• Promotional campaigns should be initiated in each area of the public sector (local government, emergency services, NHS, governmental agencies, etc.), to increase the level of understanding and appreciation of the benefits of the programme, and of the CloudStore marketplace.  This could be further enhanced by appointing G-Cloud ‘champions’ in each area, who will continue the promotional and education activities, and act as a source of expert advice to buyers.
  • The need to convince some buyers that their authority’s requirements are not so complex or unique that they cannot be met by a G-Cloud type commodity service, a common misconception thought by many authorities.
  • Coupled with the promotion of G-Cloud there needs to be greater education within public sector organisations on the benefits of Cloud based services in general, using examples such as Windsor and Maidenhead Borough Council, whose IT infrastructure is entirely Cloud-based. 
  • The CloudStore search functionality needs to be substantially enhanced. The current search capabilities are far too general and subsequently return too many search results to be useful.  For example, a search on ‘SIAM’ returns over 9,000 results, with limited secondary search capability to narrow down this list, presenting buyers with the task of manually reviewing a long list of possible services. An ability to iteratively refine the search results would significantly improve the usability of the CloudStore.
  • Increased vetting of suppliers’ G‑Cloud service offerings is required.  Some suppliers (the major global service providers being prime culprits) have flooded the CloudStore with multiple versions of what is essentially the same service.  This significantly increases the number of search results returned to buyers, increasing confusion and reducing the value of G-Cloud.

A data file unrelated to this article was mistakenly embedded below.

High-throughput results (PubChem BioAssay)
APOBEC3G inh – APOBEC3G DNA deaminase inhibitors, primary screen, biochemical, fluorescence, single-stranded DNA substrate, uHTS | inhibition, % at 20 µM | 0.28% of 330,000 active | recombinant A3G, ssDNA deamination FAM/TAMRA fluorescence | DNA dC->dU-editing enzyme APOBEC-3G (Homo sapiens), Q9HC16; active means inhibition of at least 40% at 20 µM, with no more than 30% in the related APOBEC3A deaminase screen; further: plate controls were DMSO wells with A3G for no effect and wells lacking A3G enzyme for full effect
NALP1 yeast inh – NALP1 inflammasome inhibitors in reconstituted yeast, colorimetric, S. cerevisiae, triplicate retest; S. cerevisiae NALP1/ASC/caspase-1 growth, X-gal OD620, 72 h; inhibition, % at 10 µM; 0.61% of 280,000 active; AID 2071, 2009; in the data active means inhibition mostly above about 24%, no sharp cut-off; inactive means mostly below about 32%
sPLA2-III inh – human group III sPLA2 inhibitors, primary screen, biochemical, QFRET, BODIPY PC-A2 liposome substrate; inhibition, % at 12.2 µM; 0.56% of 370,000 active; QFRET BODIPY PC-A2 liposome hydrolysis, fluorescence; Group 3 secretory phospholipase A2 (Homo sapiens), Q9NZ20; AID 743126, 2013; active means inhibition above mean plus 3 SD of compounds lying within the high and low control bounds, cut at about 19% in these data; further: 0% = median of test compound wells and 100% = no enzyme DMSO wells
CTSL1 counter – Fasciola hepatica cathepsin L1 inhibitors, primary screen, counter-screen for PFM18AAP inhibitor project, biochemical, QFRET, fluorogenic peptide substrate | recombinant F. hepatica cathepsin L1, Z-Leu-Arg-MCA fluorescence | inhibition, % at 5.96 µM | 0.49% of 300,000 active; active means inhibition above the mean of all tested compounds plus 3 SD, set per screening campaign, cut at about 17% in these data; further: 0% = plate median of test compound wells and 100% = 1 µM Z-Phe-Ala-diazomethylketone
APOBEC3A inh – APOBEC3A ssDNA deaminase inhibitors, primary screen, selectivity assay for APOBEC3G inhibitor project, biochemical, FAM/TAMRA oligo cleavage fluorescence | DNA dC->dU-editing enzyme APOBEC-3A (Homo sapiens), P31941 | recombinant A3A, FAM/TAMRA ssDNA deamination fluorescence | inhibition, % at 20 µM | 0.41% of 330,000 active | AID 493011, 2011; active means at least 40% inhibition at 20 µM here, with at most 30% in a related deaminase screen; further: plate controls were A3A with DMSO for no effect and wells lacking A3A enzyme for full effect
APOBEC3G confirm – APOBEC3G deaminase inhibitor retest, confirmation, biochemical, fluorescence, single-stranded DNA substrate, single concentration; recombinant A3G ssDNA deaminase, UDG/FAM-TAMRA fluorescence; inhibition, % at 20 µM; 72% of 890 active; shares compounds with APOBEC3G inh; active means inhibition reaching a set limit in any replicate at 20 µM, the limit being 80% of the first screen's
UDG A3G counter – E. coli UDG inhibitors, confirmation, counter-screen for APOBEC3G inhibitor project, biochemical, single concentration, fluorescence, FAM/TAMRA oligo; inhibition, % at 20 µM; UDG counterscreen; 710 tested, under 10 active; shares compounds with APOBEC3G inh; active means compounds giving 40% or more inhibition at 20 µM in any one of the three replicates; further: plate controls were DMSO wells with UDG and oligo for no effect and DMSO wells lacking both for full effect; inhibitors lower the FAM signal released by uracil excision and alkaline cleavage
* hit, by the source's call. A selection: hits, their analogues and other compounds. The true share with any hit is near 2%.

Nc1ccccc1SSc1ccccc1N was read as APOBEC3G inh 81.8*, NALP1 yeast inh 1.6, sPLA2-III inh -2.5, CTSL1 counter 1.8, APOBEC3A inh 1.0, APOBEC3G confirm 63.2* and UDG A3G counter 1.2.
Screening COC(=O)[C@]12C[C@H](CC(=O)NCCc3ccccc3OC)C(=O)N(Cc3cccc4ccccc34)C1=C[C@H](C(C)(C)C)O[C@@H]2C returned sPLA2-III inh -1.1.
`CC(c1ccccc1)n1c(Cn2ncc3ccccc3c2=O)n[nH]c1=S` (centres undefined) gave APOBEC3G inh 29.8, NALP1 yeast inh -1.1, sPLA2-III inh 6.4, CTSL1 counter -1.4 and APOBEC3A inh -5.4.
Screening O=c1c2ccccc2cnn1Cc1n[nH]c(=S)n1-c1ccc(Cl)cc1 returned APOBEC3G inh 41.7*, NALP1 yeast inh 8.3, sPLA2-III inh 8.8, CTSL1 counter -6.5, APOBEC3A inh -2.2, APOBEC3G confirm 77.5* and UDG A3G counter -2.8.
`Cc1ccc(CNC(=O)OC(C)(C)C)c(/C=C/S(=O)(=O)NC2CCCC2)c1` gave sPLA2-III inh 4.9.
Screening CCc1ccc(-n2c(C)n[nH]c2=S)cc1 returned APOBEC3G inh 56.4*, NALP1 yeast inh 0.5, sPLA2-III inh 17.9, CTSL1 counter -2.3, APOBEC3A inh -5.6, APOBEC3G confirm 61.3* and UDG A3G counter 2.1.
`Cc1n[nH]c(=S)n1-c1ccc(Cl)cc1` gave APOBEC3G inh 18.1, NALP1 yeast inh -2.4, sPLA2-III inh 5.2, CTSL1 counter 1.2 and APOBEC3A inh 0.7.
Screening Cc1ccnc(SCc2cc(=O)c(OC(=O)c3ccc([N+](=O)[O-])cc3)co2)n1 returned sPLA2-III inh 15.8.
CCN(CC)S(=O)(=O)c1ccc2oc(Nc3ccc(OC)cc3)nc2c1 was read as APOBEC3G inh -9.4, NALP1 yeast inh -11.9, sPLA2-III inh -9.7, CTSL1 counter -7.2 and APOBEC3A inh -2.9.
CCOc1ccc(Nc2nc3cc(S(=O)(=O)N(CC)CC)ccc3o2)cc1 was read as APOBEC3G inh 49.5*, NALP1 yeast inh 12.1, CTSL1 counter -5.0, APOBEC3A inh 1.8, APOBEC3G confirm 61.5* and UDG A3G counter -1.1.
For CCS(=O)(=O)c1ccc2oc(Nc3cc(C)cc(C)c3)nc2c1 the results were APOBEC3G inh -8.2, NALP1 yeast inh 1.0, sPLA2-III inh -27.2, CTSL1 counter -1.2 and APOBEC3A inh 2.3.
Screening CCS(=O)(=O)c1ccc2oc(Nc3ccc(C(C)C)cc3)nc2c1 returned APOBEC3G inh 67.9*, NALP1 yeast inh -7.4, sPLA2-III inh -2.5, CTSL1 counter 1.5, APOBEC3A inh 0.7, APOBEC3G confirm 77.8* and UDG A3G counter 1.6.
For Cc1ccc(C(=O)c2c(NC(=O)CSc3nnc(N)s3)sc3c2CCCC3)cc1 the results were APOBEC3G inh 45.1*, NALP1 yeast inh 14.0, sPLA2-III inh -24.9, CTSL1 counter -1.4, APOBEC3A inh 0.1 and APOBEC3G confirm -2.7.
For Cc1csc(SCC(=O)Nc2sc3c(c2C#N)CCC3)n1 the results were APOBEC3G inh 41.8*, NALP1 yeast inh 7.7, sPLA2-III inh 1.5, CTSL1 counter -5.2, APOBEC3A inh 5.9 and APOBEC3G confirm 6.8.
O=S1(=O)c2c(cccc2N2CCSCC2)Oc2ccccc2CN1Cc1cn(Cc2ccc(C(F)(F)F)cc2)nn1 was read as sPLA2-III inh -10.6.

• The maximum contract duration of two years for G-Cloud services should be relaxed to provide greater flexibility, and potentially to reduce prices where suppliers are able to spread their implementation costs over a longer period.
  • Many authorities currently lack the ability to adequately identify and document their service requirements, so as to allow them to effectively utilise an online marketplace such as CloudStore.  Whilst this skills gap can be fulfilled by an independent third party organisation, it is not widely recognised that such services can also be acquired through the G-Cloud framework, and do not require a lengthy open procurement exercise.  Other similar ‘Cloud support services’ are also available, but this not widely recognised; increased promotion of the SCS (Specialist Cloud Services) section of CloudStore is needed.
  • The G-Cloud functionality needs to be extended to include electronic ordering and payments.  At present, having selected a CloudStore service, buying organisations need to step outside the facility to make contact with the chosen supplier and place an order.
  • Greater control is needed over the pricing of services offered under G-Cloud in order to provide buyers with the information they require to be confident of the total cost of that service.  Whereas initially there was a requirement to provide a full service cost for each CloudStore offering, this has been relaxed more recently with many services now being offered on a ‘per day’ basis; so, for example, for the implementation of a SIAM (Service Integration and Management) service, the buyer has no idea from the CloudStore entries how many days will be required and thus the total cost.

If these actions can be taken over the next six months, then G-Cloud (or whatever the Cabinet Office decides to call it), can progress in a positive way to the benefit of both buyer organisations and suppliers.  Without change usage of G-Cloud will not continue to grow and expand in to all areas of the public sector, remaining primarily in central government, and frequently being used as a quicker and easier way to contract with existing suppliers rather than for open, competitive procurement.

Quantum Plus is an approved G-Cloud supplier.